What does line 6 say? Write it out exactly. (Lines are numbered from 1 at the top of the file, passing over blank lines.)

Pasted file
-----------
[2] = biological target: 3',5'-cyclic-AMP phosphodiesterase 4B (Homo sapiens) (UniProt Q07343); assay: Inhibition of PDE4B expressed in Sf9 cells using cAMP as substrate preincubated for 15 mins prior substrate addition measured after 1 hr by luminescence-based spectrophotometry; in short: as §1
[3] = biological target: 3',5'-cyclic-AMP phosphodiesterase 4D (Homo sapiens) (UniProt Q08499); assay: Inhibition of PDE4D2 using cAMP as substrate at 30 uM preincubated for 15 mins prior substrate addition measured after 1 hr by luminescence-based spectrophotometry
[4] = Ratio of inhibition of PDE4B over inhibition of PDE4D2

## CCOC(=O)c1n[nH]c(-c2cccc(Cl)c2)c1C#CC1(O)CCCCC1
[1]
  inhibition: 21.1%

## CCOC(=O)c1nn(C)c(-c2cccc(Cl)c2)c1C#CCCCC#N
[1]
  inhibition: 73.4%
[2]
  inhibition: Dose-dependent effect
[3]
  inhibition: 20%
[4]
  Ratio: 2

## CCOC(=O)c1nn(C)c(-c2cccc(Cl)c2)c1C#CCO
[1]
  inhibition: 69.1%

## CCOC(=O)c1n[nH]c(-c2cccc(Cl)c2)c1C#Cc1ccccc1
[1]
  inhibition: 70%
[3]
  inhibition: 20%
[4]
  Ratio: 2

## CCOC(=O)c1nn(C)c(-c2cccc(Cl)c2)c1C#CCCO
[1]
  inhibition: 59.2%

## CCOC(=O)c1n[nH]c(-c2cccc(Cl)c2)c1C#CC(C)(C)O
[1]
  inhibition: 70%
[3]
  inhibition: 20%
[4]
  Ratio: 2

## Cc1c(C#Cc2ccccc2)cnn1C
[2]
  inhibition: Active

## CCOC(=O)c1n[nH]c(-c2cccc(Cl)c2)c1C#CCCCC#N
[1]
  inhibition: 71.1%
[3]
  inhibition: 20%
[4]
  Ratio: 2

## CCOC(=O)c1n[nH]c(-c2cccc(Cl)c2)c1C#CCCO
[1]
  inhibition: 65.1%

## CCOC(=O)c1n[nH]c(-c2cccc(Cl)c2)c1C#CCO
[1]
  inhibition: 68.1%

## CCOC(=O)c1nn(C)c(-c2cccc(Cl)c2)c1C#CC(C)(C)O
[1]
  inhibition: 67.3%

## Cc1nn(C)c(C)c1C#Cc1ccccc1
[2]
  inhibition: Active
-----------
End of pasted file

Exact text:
  inhibition: 21.1%